Jeb Bush said Tuesday that he misinterpreted a question on the Iraq War when he said he’d back the 2003 invasion -- even with current day knowledge.
In an interview with Sean Hannity, Bush said he was talking “about what people knew then, rather than what we know now,” when he told Fox News’ Megyn Kelly that he’d back the widely unpopular war in Iraq – a statement that infuriated some Republicans and energized Democrats.
But Bush may have done little to quell the controversy, declining to tell Hannity what decision he would’ve made, even with 20/20 hindsight.
“I don’t know what that decision would have been, that’s a hypothetical,” he told Hannity. “The simple fact is mistakes were made, as they always are in life, in foreign policy.
"He’s joking, right?” asked Democratic National Committee spokesman Mo Elleithee. “ Yesterday the answer was yes, and now he doesn’t know? Leave it to Jeb Bush to make George W. Bush look ready for primetime. At least he’s right about one thing: mistakes were made. And one thing conservatives and progressives agree on is that we paid an incredibly high price for those mistakes. So, Governor Bush, what more do you need to know? To the rest of us, this isn’t a hypothetical. It’s clear, and in this one case, we’d like you to be more like your brother — be a decider."
In the initial interview that aired on Fox News Monday night, Bush prompted outrage in some conservative circles when he said that despite what is now known about the war, he would have authorized the 2003 military invasion to take out Iraqi leader Saddam Hussein.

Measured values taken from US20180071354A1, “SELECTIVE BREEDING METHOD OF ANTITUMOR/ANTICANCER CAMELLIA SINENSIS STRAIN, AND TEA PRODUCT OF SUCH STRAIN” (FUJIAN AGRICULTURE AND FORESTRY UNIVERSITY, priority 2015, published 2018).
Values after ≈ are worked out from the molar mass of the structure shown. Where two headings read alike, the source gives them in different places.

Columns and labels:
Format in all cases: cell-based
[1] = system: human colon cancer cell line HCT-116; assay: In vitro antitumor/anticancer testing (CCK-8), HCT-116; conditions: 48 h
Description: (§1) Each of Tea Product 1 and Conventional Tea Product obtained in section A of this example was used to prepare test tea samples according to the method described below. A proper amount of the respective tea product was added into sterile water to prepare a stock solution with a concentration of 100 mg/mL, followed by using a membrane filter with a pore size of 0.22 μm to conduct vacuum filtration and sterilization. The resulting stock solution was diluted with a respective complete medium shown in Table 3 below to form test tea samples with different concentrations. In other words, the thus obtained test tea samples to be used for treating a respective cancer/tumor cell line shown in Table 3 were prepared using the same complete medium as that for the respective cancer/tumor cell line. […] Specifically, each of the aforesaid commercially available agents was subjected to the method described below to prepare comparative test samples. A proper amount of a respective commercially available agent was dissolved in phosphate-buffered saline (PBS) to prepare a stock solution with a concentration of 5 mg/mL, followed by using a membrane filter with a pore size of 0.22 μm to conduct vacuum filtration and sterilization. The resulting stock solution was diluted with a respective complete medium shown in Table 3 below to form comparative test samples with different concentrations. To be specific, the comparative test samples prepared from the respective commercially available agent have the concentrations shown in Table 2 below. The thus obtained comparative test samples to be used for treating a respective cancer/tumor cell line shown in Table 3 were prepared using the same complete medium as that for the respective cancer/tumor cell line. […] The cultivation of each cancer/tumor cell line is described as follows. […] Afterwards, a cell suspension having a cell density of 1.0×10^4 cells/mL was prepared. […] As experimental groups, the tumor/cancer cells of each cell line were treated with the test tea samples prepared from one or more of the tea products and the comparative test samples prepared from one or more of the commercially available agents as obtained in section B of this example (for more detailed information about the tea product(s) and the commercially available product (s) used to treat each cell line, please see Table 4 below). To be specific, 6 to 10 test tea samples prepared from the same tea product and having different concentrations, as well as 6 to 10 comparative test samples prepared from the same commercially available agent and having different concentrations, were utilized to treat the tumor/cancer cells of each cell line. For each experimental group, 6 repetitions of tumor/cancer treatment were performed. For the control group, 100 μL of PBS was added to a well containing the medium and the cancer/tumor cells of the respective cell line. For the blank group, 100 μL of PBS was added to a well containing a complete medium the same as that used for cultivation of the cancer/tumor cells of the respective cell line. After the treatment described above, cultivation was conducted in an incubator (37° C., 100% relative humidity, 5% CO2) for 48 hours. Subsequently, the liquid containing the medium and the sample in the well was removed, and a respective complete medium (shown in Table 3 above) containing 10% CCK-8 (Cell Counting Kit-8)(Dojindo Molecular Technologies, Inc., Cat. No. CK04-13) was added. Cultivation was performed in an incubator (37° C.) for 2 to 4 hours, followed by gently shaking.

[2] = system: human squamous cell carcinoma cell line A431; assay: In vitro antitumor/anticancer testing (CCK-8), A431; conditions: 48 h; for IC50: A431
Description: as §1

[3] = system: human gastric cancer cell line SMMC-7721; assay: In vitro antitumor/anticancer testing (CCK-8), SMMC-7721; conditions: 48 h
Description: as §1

“I would have and so would have Hillary Clinton, just to remind everybody, and to would almost everybody that was confronted with the intelligence they got,” he told Fox News’s Megyn Kelly.
“You don't think it was a mistake?” Kelly asked.
“In retrospect, the intelligence that everybody saw, that the world saw, not just the United States, was faulty,” Bush said. “And in retrospect, once we invaded and took out Saddam Hussein, we didn't focus on security first, and the Iraqis in this incredibly insecure environment turned on the United States military because there was no security for themselves and their families.”
Washington Examiner columnist Byron York called Bush's view of the war “considerably less clear-eyed than that of his brother,” noting that former President George W. Bush called the intelligence “false,” not just faulty.
“Jeb's statement is likely to resonate until he either changes his position or loses the race for the Republican nomination,” York wrote. “Should he become the nominee, the issue will dog him into the general election campaign.”
And talk show host Laura Ingraham – who has previously suggested there was little to distinguish Bush from Hillary Clinton -- suggested “there has to be something wrong with” Bush.
“You can’t still think that going into Iraq, now, as a sane human being, was the right thing to do,” she said. “That’s like, you have no ability to learn from past mistakes at all. When the past mistakes were made by your brother.”
After a Bush confidante suggested on Tuesday that Bush may have misheard the question, the Democratic National Committee on Tuesday pointed to several occasions in which Bush has criticized Obama for withdrawing troops from Iraq.
Bush has said he’s his “own man,” but told Kelly where critics are “trying to find places where there's big space between me and my brother, (the Iraq war) might not be one of those.”